At just three feet eight inches tall, he may not be the tallest person in the world. But what he lacks in height, he more than makes up in personality and charm. Born in 1934 in Birmingham, England, Kenny Baker celebrated his 80th birthday at the end of August and with it, 64 years in show business.
At 16 he was performing with Burton Lester’s Midgets and later joined Billy Smart’s Circus as a clown and shadow Ringmaster. He then spent almost a decade appearing on and off the ice performing in dazzling ice shows and pantomimes. It was after this that he then formed The Minitones, a musical comedy act with friend Jack Purvis, which toured the country performing cabaret twice nightly.
It was only then that he landed the role of R2-D2 (Artoo) in Star Wars, some 27 years after his career began, insisting that he’d only take on the role if something was found for Jack, too. Both went on to appear in all three of the original trilogy films and Kenny reprised his role for the prequels, as well as for the Disney ride Star Tours, and he’s also returning to Star Wars for Episode VII.
My first major article for Star Wars Insider in 2009 was an interview with Kenny. When I caught up with him, he’d been very ill for over a year but I was pleased to see that he’d recovered from pneumonia and near death. Here’s an excerpt from that 2009 interview.
Did you always want to be an entertainer?
No, not really, I wanted to be a draughtsman or an artist.
What did you make of the original script for Star Wars?
I wasn’t given a script and George just explained what he wanted me to do as we went. He would direct me with a megaphone, there were no electronics inside Artoo, that’s why C-3PO was a little bit annoyed with me because I couldn’t respond — I just couldn’t hear it. Even if I had heard him, he wouldn’t have been able to hear me back.
Did you know how Artoo would sound?
No, I didn’t know how he was going to sound at all. The first time I heard Artoo “speak” was at the premiere of the film, and I thought it was fantastic. I wasn’t the only person who was dubbed, Dave [Prowse]’s voice was dubbed, too, and he didn’t know it until he saw the film.
What was it like working with the other members of the cast?
Well there were four of us who were really close. Jeremy [Bulloch], Peter Mayhew, Dave Prowse, and myself. I went out with Alec Guinness and his wife a few times; she was a great artist and would spend a lot of the time drawing landscapes of the surrounding areas in Tunisia where we were filming.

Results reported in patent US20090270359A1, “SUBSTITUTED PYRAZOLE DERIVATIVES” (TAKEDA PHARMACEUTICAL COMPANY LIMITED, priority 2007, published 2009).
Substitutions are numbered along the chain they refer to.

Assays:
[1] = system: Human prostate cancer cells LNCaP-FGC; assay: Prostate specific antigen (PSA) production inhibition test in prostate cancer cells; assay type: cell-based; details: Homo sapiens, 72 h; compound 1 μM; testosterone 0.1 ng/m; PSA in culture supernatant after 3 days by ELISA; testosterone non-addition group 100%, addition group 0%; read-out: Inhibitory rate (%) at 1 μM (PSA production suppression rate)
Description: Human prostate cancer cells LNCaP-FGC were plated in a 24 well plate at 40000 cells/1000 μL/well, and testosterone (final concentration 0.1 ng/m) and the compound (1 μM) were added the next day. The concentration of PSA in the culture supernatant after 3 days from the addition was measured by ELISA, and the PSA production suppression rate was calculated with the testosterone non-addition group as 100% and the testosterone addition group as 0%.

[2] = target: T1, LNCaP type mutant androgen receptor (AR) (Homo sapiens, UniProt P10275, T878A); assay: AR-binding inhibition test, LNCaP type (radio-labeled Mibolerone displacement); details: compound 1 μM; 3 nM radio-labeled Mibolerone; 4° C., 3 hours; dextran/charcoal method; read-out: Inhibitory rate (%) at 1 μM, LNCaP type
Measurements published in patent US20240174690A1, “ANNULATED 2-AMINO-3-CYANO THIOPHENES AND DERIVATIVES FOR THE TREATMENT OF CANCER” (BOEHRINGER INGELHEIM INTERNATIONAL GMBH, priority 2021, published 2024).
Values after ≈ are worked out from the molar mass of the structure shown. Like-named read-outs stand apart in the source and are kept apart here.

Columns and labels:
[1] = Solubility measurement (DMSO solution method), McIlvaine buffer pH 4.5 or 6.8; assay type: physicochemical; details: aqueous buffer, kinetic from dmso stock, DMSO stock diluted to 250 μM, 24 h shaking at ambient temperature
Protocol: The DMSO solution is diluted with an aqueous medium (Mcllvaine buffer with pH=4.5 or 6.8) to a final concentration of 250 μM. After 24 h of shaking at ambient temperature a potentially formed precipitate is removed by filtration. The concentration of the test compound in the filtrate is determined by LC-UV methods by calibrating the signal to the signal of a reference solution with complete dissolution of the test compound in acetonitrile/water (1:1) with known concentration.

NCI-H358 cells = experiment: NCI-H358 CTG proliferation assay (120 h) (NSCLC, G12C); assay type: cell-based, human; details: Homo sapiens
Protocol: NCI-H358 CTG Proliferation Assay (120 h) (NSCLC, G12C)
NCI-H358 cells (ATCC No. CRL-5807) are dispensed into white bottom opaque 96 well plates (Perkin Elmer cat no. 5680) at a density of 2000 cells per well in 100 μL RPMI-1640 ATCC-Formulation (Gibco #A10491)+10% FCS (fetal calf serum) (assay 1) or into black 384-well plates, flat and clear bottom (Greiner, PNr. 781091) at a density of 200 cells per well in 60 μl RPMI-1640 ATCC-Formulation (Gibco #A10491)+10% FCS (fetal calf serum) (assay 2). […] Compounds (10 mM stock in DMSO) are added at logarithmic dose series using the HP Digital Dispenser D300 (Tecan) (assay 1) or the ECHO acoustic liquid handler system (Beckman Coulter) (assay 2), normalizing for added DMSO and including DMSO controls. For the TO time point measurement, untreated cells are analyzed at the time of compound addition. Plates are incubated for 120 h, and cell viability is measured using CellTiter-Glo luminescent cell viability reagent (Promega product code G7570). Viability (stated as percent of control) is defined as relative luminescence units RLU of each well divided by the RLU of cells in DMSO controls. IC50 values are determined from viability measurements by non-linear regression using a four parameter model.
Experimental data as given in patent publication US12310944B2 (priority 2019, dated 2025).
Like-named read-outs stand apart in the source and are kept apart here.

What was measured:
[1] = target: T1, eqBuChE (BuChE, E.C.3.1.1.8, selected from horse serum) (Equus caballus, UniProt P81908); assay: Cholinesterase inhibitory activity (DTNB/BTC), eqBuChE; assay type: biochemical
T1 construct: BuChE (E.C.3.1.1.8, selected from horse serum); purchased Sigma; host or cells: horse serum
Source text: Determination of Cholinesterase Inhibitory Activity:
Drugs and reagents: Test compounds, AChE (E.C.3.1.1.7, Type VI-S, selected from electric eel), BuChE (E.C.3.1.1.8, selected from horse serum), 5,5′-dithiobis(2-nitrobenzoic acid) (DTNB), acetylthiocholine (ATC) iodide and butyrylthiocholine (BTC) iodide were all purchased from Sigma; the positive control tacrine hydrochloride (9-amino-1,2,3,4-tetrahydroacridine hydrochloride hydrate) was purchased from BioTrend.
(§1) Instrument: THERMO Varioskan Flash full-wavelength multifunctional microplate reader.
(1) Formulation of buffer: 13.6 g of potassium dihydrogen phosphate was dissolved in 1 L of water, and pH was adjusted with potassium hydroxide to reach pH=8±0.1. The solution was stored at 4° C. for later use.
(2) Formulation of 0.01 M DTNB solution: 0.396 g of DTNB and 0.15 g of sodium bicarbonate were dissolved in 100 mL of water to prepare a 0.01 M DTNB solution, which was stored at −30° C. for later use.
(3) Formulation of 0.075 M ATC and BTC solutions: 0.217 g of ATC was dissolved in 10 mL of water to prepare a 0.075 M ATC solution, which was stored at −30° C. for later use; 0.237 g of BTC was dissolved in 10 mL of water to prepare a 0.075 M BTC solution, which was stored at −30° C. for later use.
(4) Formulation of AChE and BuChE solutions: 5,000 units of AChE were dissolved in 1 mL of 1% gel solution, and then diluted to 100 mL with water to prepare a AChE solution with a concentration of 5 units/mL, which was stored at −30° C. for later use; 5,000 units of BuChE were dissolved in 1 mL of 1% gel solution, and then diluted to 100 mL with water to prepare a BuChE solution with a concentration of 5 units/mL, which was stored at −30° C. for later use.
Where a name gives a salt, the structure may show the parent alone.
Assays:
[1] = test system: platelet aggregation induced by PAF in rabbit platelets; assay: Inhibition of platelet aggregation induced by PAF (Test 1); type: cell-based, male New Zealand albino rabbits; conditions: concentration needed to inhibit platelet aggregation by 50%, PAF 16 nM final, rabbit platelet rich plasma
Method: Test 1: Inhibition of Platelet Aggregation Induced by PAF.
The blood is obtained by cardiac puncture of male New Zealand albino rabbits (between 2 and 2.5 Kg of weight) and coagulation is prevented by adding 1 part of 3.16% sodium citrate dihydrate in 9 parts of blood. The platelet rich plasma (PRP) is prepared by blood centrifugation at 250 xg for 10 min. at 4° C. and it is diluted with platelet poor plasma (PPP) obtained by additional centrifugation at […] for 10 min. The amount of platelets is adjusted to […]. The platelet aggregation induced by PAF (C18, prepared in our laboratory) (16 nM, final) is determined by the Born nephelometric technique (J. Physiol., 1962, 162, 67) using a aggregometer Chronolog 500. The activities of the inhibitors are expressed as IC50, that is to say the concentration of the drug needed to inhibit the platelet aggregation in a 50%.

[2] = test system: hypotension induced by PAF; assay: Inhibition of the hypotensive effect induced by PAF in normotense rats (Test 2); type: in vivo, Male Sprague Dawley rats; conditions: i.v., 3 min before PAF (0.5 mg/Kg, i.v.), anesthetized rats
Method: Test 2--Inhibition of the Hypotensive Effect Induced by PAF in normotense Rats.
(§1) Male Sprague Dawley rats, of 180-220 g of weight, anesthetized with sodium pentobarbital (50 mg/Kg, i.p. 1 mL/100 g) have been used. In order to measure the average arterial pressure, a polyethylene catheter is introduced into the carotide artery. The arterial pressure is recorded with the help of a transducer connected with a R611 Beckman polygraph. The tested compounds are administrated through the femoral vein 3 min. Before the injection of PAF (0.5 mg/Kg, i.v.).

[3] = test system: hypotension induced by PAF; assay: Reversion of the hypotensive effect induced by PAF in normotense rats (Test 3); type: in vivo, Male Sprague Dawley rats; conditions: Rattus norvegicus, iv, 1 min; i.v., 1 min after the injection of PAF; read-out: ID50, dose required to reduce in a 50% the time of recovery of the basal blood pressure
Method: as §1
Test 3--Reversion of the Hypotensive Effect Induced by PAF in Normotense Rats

During Episode I, Liam and I got drunk on a bottle of red wine one night during filming. There was a wrap party in the desert, it was a very good night, and then the stars were out and Liam and I just sat there, drinking.
Is it true you took Mark Hamill out on the club circuit during the making of the original films?
Yep, that’s very true. We took Mark out to Stevenage and to Luton and we sort of showed him the ropes. He was very young and he’d never been to working men’s clubs before, and it was a whole new experience for him, and he got to see and learn a lot about life in the UK.
You appeared in a number of fantasy and sci-fi movies — would you say they all came about because of your Star Wars fame?
I was famous in the UK long before Star Wars but I was only known in the US for Star Wars and later Time Bandits, so I guess these roles mainly came about because of Star Wars and also a lot of the parts that I played required a smaller person and I obviously fit the bill. I was one of the only famous small people in the UK and people knew to ask for me by name.
Talking about Time Bandits, was it as much fun to make as it was to watch?
It was such good fun, I was always in trouble. I wasn’t happy about the water scene in the Pinewood tank because I can’t swim and I was floundering about on a box standing in the water. Jack was with me in the water and he promised to sort me out if I fell in. They also had to give me quite a few brandies to get me up into the crow’s nest for some of the shots. Apart from Star Wars this is probably my favorite film that I’ve been in.
How did Paploo compare to playing Artoo?
Forget the Ewoks! They were just a bundle of rubber and fur in all that hot Californian heat. The character was a cute, beautiful thing, but to work with was a nightmare and you’d just melt in the costume. I was supposed to have played the role of Wicket but I was taken very ill with a stomach upset, at first everybody thought it was appendicitis, and Carrie [Fisher] was only on set for a limited time which is why they gave the role to Warwick Davis. I wasn’t too upset because I much preferred playing the role of Artoo.
Do you have a favorite Artoo moment?
Goodness me! I thought the funniest bit was one of the first shots when we are in the desert and Anthony kicks me and walks away. And I said to George, “Why didn’t you have me going “ouch” but he didn’t like the idea. And then, in the Podracing scene in Episode I, I was watching the race like a tennis match with my head going backwards and forwards, and because I was doing it so quickly, Artoo’s head rose. If you slow the film down you can actually see my face in between the dome of the head and the body of Artoo.
Do you have a favorite Artoo toy or piece of memorabilia?
I’ve got an Artoo telephone in my lounge, that’s probably the only thing that I’ve actually bought. I’ve also got an original Artoo cookie jar and loads of other small things. One of my favorite things is a Darth Vader that breathes when you push a button on his hand and then his arm rises up and he says, “Very interesting, but you’re not a Jedi yet.”
Finally, do you have a message for your fans?
It would have to be “May the Force be with you”… whatever that means?
We wish Kenny a belated Happy 80th Birthday and hope he remains healthy and well, and we look forward to “seeing” him in Episode VII next December.